Former New York City Mayor Rudolph Giuliani recently ignited a firestorm with incendiary claims, sending sparks and charges flying as the jockeying for the 2016 Republican presidential nomination heats up:
“I do not believe, and I know this is a horrible thing to say, but I do not believe that the president loves America. He doesn’t love you. And he doesn’t love me. He wasn’t brought up the way you were brought up and I was brought up through love of this country.”
Giuliani’s sentiments are not new to the Republican Party. One recent poll among Republicans showed that only 11 per cent of those polled believe that Barack Obama loves America.
The dirty big and obvious non-secret is that most of those who question Obama’s love for his country really don’t love the diversity that is America. They love their tunnel vision and selective narrative of what they believe America to be, often excluding Latinos, African-Americans, non-Christians and others from the firmament of the Star-Spangled Banner.
The stranglehold of white supremacy on the self-serving nationalism of many Republicans, conservatives and others will never permit a celebration of the broader, richer and powerful narrative of the American experience, of which Obama’s story is a shining example.
Many will never accept this black man with his supposedly un-American name as president and as authentically American as those who made their passage to America on the Mayflower seeking political and religious freedom or Irish and Italian economic refugees who fled to America.
For the racist nativists, that the name Obama will stand in the pantheon of presidents with European surnames is an apostasy at the heart of the American civic religion.
It is laughably ironic that someone with the name Giuliani would question the patriotism of someone surnamed Obama. One’s love of country is not qualified by one’s surname and one’s qualifications to lead a nation should not be denied because of one’s surname, whether Pinder, Pindling -- or Pierre.
So strong is the demonization and the contempt for difference and the other that some immigrants debase themselves in order to fit in in their adopted land.
Over the course of several decades the Indian-American political commentator and author Dinesh D’Souza has adopted a brand of conservatism that is racist. He has gained notoriety with the Obama haters, among them a confederacy of xenophobes, white supremacists and many Republicans leaders.
This brown-skin naturalized citizen placates such nativist contempt for non-white and foreign-born people by demonstrating that he can be just as vilely racist as a white supremacist, as he did in a tweet this February.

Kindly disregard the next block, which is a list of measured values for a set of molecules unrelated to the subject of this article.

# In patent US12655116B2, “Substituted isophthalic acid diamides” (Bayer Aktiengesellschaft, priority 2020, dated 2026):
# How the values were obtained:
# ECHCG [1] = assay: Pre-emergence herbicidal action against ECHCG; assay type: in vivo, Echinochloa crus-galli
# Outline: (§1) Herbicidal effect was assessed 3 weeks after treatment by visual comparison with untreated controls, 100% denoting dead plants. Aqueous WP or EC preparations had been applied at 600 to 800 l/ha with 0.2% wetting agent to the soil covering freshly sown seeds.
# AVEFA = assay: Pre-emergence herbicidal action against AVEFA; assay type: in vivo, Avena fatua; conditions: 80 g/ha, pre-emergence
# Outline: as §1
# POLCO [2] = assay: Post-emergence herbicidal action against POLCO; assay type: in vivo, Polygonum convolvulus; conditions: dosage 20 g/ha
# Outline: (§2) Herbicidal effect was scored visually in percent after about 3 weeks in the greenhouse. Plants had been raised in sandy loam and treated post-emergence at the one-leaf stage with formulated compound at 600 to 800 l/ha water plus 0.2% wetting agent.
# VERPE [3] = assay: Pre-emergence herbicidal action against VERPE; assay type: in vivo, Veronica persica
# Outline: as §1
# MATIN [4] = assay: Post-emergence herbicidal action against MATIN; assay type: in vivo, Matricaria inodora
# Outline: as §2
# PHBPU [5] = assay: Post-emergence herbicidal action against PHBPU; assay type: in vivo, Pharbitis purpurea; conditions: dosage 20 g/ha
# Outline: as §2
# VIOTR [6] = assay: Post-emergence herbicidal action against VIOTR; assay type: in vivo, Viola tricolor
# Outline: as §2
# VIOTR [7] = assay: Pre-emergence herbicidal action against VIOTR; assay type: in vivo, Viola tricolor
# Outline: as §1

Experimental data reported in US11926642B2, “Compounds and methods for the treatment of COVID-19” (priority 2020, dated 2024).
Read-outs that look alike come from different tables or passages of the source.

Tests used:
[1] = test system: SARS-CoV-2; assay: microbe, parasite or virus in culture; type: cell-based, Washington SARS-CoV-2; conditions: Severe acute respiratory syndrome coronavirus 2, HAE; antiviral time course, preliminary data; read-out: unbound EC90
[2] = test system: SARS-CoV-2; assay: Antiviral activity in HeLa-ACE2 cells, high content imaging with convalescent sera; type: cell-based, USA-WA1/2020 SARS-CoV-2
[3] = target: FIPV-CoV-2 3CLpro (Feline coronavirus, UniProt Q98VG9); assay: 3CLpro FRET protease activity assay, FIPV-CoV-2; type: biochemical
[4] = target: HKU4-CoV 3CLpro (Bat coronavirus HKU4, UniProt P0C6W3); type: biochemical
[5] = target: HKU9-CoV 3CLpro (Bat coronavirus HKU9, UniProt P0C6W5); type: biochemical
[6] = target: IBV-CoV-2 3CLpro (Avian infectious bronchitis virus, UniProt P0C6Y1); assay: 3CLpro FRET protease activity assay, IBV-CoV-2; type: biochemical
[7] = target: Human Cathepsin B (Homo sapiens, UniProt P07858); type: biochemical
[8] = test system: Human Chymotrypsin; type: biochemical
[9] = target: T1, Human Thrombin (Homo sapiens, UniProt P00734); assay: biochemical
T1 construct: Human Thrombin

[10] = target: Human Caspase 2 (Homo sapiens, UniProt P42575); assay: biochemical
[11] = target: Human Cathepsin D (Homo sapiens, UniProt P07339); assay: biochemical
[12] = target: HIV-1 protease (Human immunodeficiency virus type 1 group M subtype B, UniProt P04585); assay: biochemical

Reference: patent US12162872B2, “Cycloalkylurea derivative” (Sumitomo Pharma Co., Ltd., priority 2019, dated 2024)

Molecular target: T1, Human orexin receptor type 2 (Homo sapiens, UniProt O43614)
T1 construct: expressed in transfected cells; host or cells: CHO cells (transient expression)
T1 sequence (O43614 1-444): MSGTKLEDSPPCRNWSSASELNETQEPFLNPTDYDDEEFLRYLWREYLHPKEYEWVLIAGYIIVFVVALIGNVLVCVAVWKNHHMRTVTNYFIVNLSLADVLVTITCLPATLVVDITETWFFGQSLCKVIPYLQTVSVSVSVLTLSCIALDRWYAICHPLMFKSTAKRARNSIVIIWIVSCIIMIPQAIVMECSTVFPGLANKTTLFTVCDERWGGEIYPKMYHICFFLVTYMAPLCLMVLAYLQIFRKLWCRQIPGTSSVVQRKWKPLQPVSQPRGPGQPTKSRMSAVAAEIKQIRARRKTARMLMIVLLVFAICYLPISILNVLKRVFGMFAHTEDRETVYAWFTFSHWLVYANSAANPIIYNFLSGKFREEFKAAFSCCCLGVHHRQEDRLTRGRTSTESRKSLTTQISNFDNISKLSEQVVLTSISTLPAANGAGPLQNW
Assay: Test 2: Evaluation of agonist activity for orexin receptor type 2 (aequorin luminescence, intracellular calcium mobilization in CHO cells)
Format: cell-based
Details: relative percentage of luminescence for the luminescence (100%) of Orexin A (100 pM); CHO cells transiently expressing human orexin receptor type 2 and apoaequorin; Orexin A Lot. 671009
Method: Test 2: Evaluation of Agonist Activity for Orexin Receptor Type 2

Commenting on a selfie Obama took in the White House to promote the enrolment of young people in Obamacare, D’Souza tweeted:
“YOU CAN TAKE THE BOY OUT OF THE GHETTO...Watch this vulgar man show his stuff, while America cowers in embarrassment.”
With vicious racial language reminiscent of Jim Crow, D’Souza called the President of the United States of America a “boy”, effectively labelling black as ghetto and vulgar.
D’Souza and his ilk are embarrassed that a black man is president. He seems to have no sense of the ugly irony that most of this ilk would be embarrassed to have an Indian-American as president much less to marry one of their children.
Louisiana Governor Bobby Jindal, also Indian-American, refused to condemn Giuliani’s remarks, going so far to call him in a show of support. Jindal, whose first name is Piyush, goes by the nickname “Bobby”, a telling decision.
Born to immigrant parents six months after their arrival in the US, Jindal, like D’Souza, has adopted much of the narrative of America espoused by the xenophobic nationalists and Obama haters, rather than the broader narrative exemplified and espoused by Obama.
A national story is woven together by multiple narrative threads. Such threads bear the names and personal narratives of peoples spanning the globe. Here at home the Caribbean Diaspora, including immigrants from Haiti, is at the heart of the Bahamian story, especially that of the modern Bahamas.
One of the most pivotal events in our history was the achievement of majority rule, our Second Emancipation, a watershed moment in our nationalist struggle and consciousness. The leaders of that revolution include many who were first generation Bahamians or who enjoyed Caribbean parentage, including Sir Lynden Pindling.
The name Pindling has become thoroughly identified with The Bahamas even though it is not a common name in the country. Surnames more commonplace include, Deveaux, Moncur, Bonamy, Dillet and other names of Haitian derivation, as well as names from many other countries.
The Bahamian family and experience are constituted by an alphabet soup of nationalities and family names and now include surnames such as Paul, Georges and Joseph, as well as Duvalier and Meris.
When the famed dancer Maureen Duvalier, a close cousin of the Duvalier ruling family of Haiti, passed away some weeks ago she was celebrated as quintessentially Bahamian, her surname no barrier to her inclusion as a national and cultural icon.